Abdominal radiation - discharge
Radiation - abdomen - discharge; Cancer - abdominal radiation; Lymphoma - abdominal radiation
What to Expect at Home
When you have radiation treatment for cancer, your body goes through changes.
About 2 weeks after radiation treatment starts, you might notice changes in your skin. Most of these symptoms go away after your treatments have stopped.
- Your skin and mouth may turn red.
- Your skin might start to peel or get dark.
- Your skin may itch.
Your body hair will fall out after about 2 weeks, but only in the area being treated. When your hair grows back, it may be different than before.
Around the second or third week after radiation treatments start, you may have:
- Cramping in your belly
- An upset stomach
When you have radiation treatment, color markings are drawn on your skin. DO NOT remove them. These show where to aim the radiation. If they come off, DO NOT redraw them. Tell your doctor.
To take care of the treatment area:
- Wash gently with lukewarm water only. DO NOT scrub.
- DO NOT use soap on this area.
- Pat your skin dry.
- DO NOT use lotions, ointments, makeup, perfumed powders or products on the treatment area. Ask your health care provider what you should use.
- Keep the area that is being treated out of the direct sun.
- DO NOT scratch or rub your skin.
- DO NOT put a heating pad or an ice bag on the treatment area.
Tell your provider if you have any break or opening in your skin.
Wear loose-fitting clothing around your stomach and pelvis.
You will likely feel tired after a few weeks. If so:
- DO NOT try to do too much. You probably will not be able to do everything you used to.
- Try to get more sleep at night. Rest during the day when you can.
- Take a few weeks off work, or work less.
Ask your provider before taking any drugs or other remedies for an upset stomach.
DO NOT eat for 4 hours before your treatment. If your stomach feels upset just before your treatment:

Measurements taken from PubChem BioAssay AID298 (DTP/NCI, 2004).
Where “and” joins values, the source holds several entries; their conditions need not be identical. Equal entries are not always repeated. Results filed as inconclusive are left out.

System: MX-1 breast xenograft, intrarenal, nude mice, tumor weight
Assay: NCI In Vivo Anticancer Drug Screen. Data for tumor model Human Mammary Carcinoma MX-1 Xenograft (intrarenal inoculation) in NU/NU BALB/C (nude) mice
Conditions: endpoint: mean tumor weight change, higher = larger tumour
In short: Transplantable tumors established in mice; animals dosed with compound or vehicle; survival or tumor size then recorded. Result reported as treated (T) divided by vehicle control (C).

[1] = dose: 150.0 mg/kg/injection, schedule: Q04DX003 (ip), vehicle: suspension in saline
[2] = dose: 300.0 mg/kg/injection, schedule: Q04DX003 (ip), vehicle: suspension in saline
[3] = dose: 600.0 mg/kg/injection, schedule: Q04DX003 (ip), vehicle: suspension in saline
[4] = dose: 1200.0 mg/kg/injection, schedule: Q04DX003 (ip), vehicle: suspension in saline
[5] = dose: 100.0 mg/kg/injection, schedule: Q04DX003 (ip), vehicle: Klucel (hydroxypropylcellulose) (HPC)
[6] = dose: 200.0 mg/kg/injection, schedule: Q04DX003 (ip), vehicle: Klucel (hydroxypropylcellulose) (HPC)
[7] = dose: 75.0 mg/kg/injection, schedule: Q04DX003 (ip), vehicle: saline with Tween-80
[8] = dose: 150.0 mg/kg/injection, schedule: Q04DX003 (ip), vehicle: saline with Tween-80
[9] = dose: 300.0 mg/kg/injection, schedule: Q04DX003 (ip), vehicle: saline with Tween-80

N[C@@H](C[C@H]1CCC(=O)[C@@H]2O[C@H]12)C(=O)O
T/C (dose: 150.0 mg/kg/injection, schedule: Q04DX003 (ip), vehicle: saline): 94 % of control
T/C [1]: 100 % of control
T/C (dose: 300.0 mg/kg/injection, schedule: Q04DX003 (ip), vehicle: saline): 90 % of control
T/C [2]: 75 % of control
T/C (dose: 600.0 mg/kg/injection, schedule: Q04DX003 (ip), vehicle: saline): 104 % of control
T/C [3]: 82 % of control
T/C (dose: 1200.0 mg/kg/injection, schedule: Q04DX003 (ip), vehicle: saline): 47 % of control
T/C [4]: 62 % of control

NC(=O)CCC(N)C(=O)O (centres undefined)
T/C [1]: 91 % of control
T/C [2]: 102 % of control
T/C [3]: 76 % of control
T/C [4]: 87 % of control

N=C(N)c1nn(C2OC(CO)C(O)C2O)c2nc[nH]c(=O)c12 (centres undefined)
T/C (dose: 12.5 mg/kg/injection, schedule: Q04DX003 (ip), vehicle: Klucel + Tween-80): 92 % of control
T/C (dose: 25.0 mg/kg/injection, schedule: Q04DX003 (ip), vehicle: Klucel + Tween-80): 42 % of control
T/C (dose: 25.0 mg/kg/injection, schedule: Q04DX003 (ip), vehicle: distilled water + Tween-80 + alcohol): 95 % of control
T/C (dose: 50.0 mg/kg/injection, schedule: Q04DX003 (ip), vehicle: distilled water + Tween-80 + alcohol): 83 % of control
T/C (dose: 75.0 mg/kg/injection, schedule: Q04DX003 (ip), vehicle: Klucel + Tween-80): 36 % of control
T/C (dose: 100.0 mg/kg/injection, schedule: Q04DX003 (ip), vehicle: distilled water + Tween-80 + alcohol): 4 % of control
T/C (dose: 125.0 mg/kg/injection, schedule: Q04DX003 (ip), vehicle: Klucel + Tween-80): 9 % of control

- Try a bland snack, such as toast or crackers and apple juice.
- Try to relax. Read, listen to music, or do a crossword puzzle.
If your stomach is upset right after radiation treatment:
- Wait 1 to 2 hours after your treatment before eating.
- Your doctor may prescribe medicines to help.
For an upset stomach:
- Stay on the special diet that your doctor or dietitian recommends for you.
- Eat small meals and eat more often during the day.
- Eat and drink slowly.
- DO NOT eat foods that are fried or are high in fat.
- Drink cool liquids between meals.
- Eat foods that are cool or at room temperature, instead of warm or hot. Cooler foods will smell less.
- Choose foods with a mild odor.
- Try a clear, liquid diet -- water, weak tea, apple juice, peach nectar, clear broth, and plain Jell-O.
- Eat bland food, such as dry toast or Jell-O.
To help with diarrhea:
- Try a clear, liquid diet.
- DO NOT eat raw fruits and vegetables and other high-fiber foods, coffee, beans, cabbage, whole grain breads and cereals, sweets, or spicy foods.
- Eat and drink slowly.
- DO NOT drink milk or eat any other dairy products if they bother your bowels.
- When the diarrhea starts to improve, eat small amounts of low-fiber foods, such as white rice, bananas, applesauce, mashed potatoes, low-fat cottage cheese, and dry toast.
- Eat foods that are high in potassium (bananas, potatoes, and apricots) when you have diarrhea.
Eat enough protein and calories to keep your weight up.
Your doctor may check your blood counts regularly, especially if the radiation treatment area is large.
Doroshow JH. Approach to the patient with cancer. In: Goldman L, Schafer AI, eds. Goldman's Cecil Medicine. 25th ed. Philadelphia, PA: Elsevier Saunders; 2016:chap 179.
National Cancer Institute. Radiation therapy and you: Support for people with cancer. Updated May 2007. www.cancer.gov/publications/patient-education/radiationttherapy.pdf. Accessed March 17, 2016.
Reviewed By: Todd Gersten, MD, Hematology/Oncology, Florida Cancer Specialists & Research Institute, Wellington, FL. Review provided by VeriMed Healthcare Network. Also reviewed by David Zieve, MD, MHA, Isla Ogilvie, PhD, and the A.D.A.M. Editorial team.